Globe-Gazette from Mason City, Iowa on July 16, 1948 · Page 16
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Globe-Gazette from Mason City, Iowa · Page 16

Mason City, Iowa
Issue Date:
Friday, July 16, 1948
Page 16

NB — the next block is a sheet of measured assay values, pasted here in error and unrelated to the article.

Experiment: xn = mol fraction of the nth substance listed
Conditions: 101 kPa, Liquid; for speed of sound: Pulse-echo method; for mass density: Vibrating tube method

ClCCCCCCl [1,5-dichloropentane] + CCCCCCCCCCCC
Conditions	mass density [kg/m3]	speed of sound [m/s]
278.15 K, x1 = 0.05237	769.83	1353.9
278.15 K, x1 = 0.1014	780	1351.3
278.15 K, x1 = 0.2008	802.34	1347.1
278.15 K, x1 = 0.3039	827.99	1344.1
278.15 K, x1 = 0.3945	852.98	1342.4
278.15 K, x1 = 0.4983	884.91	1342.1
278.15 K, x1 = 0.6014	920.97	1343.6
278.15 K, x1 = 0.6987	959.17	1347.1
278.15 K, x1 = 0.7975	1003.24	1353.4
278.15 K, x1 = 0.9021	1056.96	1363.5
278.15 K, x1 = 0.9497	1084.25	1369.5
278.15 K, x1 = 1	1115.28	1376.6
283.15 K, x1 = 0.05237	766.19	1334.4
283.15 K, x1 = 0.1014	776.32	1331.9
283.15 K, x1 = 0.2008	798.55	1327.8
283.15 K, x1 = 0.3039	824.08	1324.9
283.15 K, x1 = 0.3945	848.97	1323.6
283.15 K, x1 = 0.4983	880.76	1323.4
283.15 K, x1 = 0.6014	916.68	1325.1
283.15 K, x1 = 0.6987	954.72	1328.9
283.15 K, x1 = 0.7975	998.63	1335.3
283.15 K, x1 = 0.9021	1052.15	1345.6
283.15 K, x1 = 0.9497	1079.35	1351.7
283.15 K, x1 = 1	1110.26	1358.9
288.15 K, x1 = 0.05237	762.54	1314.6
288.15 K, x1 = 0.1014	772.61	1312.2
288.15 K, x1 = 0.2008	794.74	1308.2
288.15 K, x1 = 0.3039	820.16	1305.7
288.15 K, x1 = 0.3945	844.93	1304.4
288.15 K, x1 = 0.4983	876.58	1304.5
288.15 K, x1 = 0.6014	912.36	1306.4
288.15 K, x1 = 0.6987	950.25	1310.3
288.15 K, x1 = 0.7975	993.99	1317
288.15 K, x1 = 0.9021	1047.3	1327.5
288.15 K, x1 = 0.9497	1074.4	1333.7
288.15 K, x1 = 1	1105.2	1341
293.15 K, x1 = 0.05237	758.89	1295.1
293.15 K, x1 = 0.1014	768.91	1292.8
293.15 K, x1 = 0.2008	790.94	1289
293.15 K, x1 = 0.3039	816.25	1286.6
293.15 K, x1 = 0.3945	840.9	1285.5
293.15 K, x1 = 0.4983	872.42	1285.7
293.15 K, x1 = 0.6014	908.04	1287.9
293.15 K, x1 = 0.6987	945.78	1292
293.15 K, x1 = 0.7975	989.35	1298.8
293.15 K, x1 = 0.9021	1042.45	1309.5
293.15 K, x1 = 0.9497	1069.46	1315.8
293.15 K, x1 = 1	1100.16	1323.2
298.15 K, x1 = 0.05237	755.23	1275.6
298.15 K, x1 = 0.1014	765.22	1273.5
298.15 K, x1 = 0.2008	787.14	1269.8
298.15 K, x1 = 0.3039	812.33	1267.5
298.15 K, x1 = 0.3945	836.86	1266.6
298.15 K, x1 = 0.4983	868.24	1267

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FARM, JULY, 1948 13 oDelakoua of ^r ortner ~* When Howard Delahoyde* came lo the Odd Fellows homes as superintendent Sept. 1, 1946, he came back home. Having lost both parents within a few months, he came to the orphans' home in 1914 and spent the remainder of his boyhood there. Now he as superintendent and Mrs. Delahoyde as matron are in charge of the 2 homes housing 101 old people, 25 children and 31 other employes as well as their own 2 children. The lower picture shows Delahoyde on the portico of the administration building which also is the children's home and contains the apartment of the superintendent. The other picture js of Mr. and Mrs. Delahoyde , and their 2 sons, Freddie, 9, and Bruce,' 16 months. Their picture was taken in the reception room of the administration building. Delahoyde left the home after ""his graduation from Mason City high school in 1925. After working for a dairy concern until 1928 he took a 2 year course in dairy industry at Iowa State college and upon his return to Mason City was named city sanitary and dairy inspector. He joined the Mason City police force in 1936 but resigned 2 years later lo join the state department of agriculture and dairy and food inspector, a position he held until he joined the army in January, 1944. He spent 14 months overseas in the southwest Pacific. He was discharged *U -V «J' •'- *V -'- -^ • .5 -p .p .f. .,. »t- '> in 1946 and returned to the department of agriculture until his appointment as superintendent. Mrs. Delahoyde was graduated from the Mercy hospital nursing school in 1929 and has many friends in Mason City from her years as a nurse. She also served as nurse for the Mason City Social Welfare league for some time before her marriage in 1936. Bruce is obviously a favorite with the other residents at the home. He's friendly with everyone, even complete strangers. And everyone seems to have time to pJay with him for a bit. On our last visit he and one of the men took turns tossing a half dollar on the floor to hear it ring. Bruce thought it great fun. Residents of the home obviously like the superintendent. "Hello, Mr. Delahoyde," they say and smile as he walks past. Why shouldn't they like him; he's one of them in every sense of the word. The Odd Fellows homes in Mason. City are supported entirely by the lodges in the state and an attempt is now under way to provide an endowment fund sufficiently large so that the income from it will take care of operating expenses. The homes here are one of 44, such institutions in the United States and are the only ones in Iowa although several of the other states have 2, Delahoyde Soil Weight Greater With Cultivation It has long been known that cultivating land affects the tilth and structure of the soil. The results of a recent survey made by Marvin Anderson, Iowa State college agronomist, tells part of the story- They show that cultivating land reduces the amount of organic matter present and causes the soil to become packed. By comparing virgin soil with land that has been under cultivation for from 50 to 100 years, in various parts of Iowa, these genera), conclusions were drawn: Cultivation has materially reduced the organic matter in soils. This is due in part to the fact that the amount of grass roots and . plant residues have been rut by growing high yielding intertilled crops. The soil then becomes more compact, with less air space and a lower water-holding capacity. Anderson's studies show that a cubic foot of virgin Edina soil (a level upland loses) from southern Iowa weighs 65 pounds. But a cubic foot of the Edina soil, which has been under cultivation for several decades, has increased in weight to 85 pounds. In western Iowa, rolling, calcareous Ida soil increased in weight from 74.4 pounds to 85 pounds per cubic foot. The level, cultivated Webster soil of central Iowa weighed 14,5 pounds more per cubic foot after • cultivation than in the virgin state. The average weight of all cultivated soils included in the survey averaged 20 pounds heavier than similar virgin soils. While it isn't considered possible to keep the high organic matter content in cultivated soils that existed under virgin conditions, especially on prairie soils, it is possible to maintain good structure and physical conditions to produce high crop yields, The best single thing to do, points out County Extension Director Marion E. Olson is to include grasses and legumes regularly in a well-rounded rotation. New Calves Need Mother's Colostrum Trouble from infant diseases of calves can be prevented by allowing the calves to suckle their mothers for 3 or 4 days, says Dr. K. W. Stouder, extension veterinarian at Iowa State college. Colostrum milk will help ward off scours and pneumonia caused from .weakness or chilling. Colostrum is high in vitamin A. A calf needs about 10 times irfore vitamin A in its food intake during the first few days of life than it does at any other time. Stouder also suggests turning, the calves outdoors as soon as conditions permit. Direct sunlight stimulates growth and helps check infectious diseases. Dark, damp sheds aid disease outbreaks and should not be used until they are cleaned up and dried out. Sanitary condi-: tions should always be maintained for calves. If a calf becomes sick, separate it from the rest of the herd, Stouder says. Infectecl pens should be thoroughly cleaned and disinfected to help prevent disease spread. NO BELT-TIGHTENER Fat salvage is one conservation habit which benefits all. Reuse your cooking fat until there is no longer any food value in it and then sell it to your meat dealer for cash. There can be no primary noxious weeds in grain fields passed for certification. PERMANENT ANTI-FREEZE (Quantities Will Be Limited) NO-FREEZE Many Satisfied Users Last Season CARS — TRUCKS — TRACTORS Orders Will Be Filled in the Order Received $2.00 Per Gol. Jacobson Farm & Home Supply Co. 627 So. Fed. Mason City, la. FARMERS Attention! Genuine Shell Horsehide Work Shoes Narrow and wide widths. These shoes will stand the hard wear of the working man and are acid resisting. Also a Limited Supply of 8 Inch Work Shoes—You'll Be Needing These Before Long Don't Pass Up These Buys—They are Priced to Save You Money. SHOE HEADQUARTERS FOR THE ENTIRE FAMILY ODD LOT SHOE CO. MAURICE KITSrS m ^"^ ^"^ «ARRY TAMRES